Kaffa on March 3, 2014 at 1:53 PM

Prelude to a partition solution?

He’ll want to keep East and Southeastern Ukraine because of his border.

UK asserting itself a bit…much to the chagrin of Merkel perhaps?

workingclass artist on March 3, 2014 at 2:00 PM

I think you mean ‘Sky news report says Russia claims Chinese are supporting the invasion, but provides zero information to back it up’

DarkCurrent on March 3, 2014 at 1:49 PM

DarkCurrent on March 3, 2014 at 1:57 PM

Ok

“Chinese foreign ministry spokesman Qin Gang said: “China has always upheld the principles of diplomacy and the fundamental norms of international relations.

“At the same time we also take into consideration the history and the current complexities of the Ukrainian issue.”

workingclass artist on March 3, 2014 at 2:03 PM

Kaffa on March 3, 2014 at 1:53 PM

Good show.

Peace in our time, what?

coldwarrior on March 3, 2014 at 2:04 PM

workingclass artist on March 3, 2014 at 2:03 PM

Subtext…Tibet is ours, and the Crimea is Russia’s.

coldwarrior on March 3, 2014 at 2:06 PM

Putin’s Reckless Ukraine Gambit

President Barack Obama’s handling of the Western response to the Ukraine crisis is now arguably the biggest test of his presidency. It is a crisis that no one anticipated and that the West has been frustratingly divided over since the European Union’s original, misguided attempt to force Ukraine to make an either-or choice about going east or west.

This is from Politico: “a crisis that no one anticipated”. I guess they’re talking about our intelligence agencies.

Kaffa on March 3, 2014 at 2:06 PM

Dated Aug. 2013

“Ukraine’s State Food and Grain Corporation and China’s Xinjiang Production and Construction Corps (XPCC) have signed a memorandum on cooperation in supporting priority projects in agriculture. Chinese investment in Ukraine’s agricultural sector will reach more than $2.6 billion.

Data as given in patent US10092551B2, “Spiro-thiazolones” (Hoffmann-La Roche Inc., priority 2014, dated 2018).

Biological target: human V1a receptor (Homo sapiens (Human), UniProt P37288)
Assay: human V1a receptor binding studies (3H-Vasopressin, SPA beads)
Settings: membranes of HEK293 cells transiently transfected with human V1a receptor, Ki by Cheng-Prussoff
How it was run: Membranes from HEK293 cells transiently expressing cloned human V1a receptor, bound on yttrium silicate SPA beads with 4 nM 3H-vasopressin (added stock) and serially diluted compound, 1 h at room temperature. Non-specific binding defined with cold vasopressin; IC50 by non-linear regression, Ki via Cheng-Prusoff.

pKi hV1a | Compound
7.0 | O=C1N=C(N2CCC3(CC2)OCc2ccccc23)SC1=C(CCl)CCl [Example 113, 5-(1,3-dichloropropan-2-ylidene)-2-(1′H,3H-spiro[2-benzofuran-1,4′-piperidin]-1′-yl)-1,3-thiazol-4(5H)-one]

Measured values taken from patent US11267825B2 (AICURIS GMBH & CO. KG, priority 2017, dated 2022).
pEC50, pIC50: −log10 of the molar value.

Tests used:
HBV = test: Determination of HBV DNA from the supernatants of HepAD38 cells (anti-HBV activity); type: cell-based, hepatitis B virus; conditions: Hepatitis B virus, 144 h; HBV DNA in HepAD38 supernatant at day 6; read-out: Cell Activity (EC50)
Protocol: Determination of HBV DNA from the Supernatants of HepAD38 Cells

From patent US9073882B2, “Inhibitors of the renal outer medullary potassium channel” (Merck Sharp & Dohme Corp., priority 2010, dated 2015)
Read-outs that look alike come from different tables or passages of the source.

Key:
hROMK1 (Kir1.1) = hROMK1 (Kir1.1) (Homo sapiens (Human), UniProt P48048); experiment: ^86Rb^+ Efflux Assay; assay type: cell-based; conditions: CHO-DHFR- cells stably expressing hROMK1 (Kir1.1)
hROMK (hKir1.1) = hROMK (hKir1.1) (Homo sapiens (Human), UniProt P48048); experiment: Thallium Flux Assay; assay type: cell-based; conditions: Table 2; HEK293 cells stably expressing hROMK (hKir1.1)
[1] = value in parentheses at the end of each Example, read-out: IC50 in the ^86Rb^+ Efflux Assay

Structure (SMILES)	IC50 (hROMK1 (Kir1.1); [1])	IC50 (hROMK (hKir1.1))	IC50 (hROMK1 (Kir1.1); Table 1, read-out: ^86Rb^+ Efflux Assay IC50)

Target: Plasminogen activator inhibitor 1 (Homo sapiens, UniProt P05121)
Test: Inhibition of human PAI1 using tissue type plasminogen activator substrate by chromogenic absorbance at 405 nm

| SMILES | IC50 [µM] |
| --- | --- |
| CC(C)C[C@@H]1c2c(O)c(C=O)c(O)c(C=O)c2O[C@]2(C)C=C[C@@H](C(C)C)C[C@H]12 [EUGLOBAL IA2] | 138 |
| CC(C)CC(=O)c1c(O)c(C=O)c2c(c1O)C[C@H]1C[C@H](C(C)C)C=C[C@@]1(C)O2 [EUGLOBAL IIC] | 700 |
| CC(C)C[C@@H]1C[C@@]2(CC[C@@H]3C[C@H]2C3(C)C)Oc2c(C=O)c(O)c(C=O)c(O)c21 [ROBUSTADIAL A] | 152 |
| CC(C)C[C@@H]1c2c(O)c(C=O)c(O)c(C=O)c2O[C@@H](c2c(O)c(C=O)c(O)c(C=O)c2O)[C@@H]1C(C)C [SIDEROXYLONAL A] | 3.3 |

This was announced at a meeting between Ukrainian farmers and XPCC representatives in Kyiv on August 3.

Chairman of the Board of Directors at KSG Agro Sergiy Kasianov, who will participate in the investment program, named the amount of investment unprecedented for domestic agriculture…”

https://www.kyivpost.com/content/world/china-to-invest-26-billion-in-ukraines-agriculture-328002.html

Map of China Ukraine land deal:

http://static5.businessinsider.com/image/5242e88f69beddf9776cd2d2-800-600/ukraine%20map_05.jpg

workingclass artist on March 3, 2014 at 2:09 PM

workingclass artist on March 3, 2014 at 2:03 PM

Even those couple of short excerpts from the Chinese statement don’t sound much like a ringing endorsement of Russia’s intervention do they?

DarkCurrent on March 3, 2014 at 2:11 PM

Dated Feb. 27,2014

” China is seeking compensation of US$3 billion from Ukraine for the breach of a loans-for-grain contract signed in 2012, Russian media reported yesterday.

Under the deal, the Export-Import Bank of China provided the loan to Kiev in exchange for supplies of grain.

Citing a Ukrainian parliament official, the ITAR-TASS news agency reported that the State Food and Grain Corporation of Ukraine has used part of the US$3 billion Chinese loan to instead provide crops for other countries and parties, including Ethiopia, Iran, Kenya and Syrian opposition groups.

So far, Chinese importers have only received US$153 million worth of Ukrainian grain, or 180,000 tonnes, the report said.

The report was carried by the Chinese-language service of The Voice of Russia radio. There has been no official comment from China Exim Bank on the report.

The Ukrainian parliamentary official said China has already lodged a case against Ukraine at the London Court of International Arbitration. The report did not mention the date or any further details on the case.

In March, the Worldwide News Ukraine news agency reported that the first half of the Chinese loan was delivered to Kiev, and Ukraine planned then to export four million tonnes of grain last year.

The loan contract stipulated the supply of Ukrainian grain over 15 years. The annual volume of grain exports would vary but would not exceed six million tonnes a year.

The Ukrainian parliament would provide state guarantees for the loan-for-grain contract, the report added.

China has stepped up agricultural co-operation with Ukraine in recent years. The Xinjiang Production and Construction Corps said last year it had reached an agreement with KSG Agro, a leading Ukraine agricultural company, on a 50-year programme to secure produce from three million hectares of Ukrainian farmland for Chinese consumers.